Of all the “many strange things” at the World’s Fair, of all the marvels and exhibits—the Exposition power plant, the Swiss chalet, the arc lighting, the hot air balloon races, the automobile showcase—what does Geronimo remember, or at least tell Barrett about? Most telling is that Geronimo recounts a number of acts which involve dissimulation. Watching two Turks brandishing scimitars in a sham battle, he “expected both to be wounded or perhaps killed, but neither one was harmed.” In another show a “strange-looking negro” sat bound in a chair, his hands tied behind his back. In a moment, the escape artist was free. Geronimo tells Barrett that “I do not understand how this was done. It was certainly a miraculous power, because no man could have released himself by his own efforts.” In the same vein, Geronimo witnesses a magic show, in which a variation of the classic trick of sawing a woman in half is performed. “I heard the sword cut through the woman’s body,” Geronimo recalls, “and the manager himself said she was dead; but when the cloth was lifted from the basket she stepped out, smiled, and walked off the stage.” The magic for Geronimo, as he tells it, lies not in the illusion that a woman’s body was sliced in half, but in how she healed. “I would like to know how she was so quickly healed,” Geronimo asks, “and why the wounds did not kill her.”[31. Geronimo and Barrett, p. 156.]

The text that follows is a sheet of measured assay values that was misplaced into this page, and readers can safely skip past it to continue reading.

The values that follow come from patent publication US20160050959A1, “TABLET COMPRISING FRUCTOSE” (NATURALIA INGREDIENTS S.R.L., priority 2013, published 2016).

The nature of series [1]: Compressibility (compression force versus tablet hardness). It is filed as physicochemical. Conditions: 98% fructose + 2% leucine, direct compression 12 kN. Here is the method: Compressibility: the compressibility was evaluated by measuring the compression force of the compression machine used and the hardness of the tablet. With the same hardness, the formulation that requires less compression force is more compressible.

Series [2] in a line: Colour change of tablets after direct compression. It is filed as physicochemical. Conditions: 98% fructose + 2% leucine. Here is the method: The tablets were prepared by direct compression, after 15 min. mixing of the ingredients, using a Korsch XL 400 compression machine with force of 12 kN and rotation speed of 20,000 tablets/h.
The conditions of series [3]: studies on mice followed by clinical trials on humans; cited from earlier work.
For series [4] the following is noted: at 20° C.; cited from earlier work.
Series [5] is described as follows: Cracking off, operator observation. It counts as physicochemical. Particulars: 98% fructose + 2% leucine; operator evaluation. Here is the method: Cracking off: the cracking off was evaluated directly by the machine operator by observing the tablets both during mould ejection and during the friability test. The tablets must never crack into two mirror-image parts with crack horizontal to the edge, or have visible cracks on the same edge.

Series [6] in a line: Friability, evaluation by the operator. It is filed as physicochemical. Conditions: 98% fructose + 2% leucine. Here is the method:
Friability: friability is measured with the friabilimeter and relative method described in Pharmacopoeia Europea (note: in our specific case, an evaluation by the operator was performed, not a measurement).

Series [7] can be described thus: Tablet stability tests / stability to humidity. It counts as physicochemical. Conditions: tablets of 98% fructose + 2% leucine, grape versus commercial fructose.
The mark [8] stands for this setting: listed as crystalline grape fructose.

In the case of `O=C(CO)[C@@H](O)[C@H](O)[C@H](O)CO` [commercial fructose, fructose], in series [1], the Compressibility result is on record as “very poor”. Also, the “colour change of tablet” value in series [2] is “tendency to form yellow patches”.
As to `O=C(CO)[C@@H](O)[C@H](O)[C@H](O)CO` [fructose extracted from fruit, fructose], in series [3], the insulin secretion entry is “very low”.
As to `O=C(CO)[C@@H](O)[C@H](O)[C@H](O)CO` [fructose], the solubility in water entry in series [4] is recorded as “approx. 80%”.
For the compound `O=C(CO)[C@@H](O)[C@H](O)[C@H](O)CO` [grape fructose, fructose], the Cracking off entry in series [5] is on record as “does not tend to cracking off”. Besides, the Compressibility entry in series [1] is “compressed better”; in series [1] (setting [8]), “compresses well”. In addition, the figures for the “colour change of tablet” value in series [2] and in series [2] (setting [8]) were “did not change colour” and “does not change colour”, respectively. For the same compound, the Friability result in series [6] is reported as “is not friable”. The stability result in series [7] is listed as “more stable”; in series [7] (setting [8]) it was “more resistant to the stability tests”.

Men who fiercely fight and are not injured. A man who escapes the inescapable. A woman whose mortal wound disappears. I would venture that Geronimo is not simply dictating a chronological account of his wanderings through the midway, but is consciously, strategically constructing a discourse on power and the evasion of its effects. Perhaps Geronimo sees in the black escape artist who wrests himself free with “a miraculous power” a version of his own struggle against the repressive white world
A visit to a glassmaker likewise turns into a meditation on deception, authority, and control:
I had always thought that these things [glassware] were made by hand, but they are not. The man had a curious little instrument, and whenever he would blow through this into a little blaze the glass would take any shape he wanted it to. I am not sure, but I think that if I had this kind of an instrument I could make whatever I wished. There seems to be a charm about it. But I suppose it is very difficult to get these little instruments, or other people would have them.[32. Ibid., p. 160.]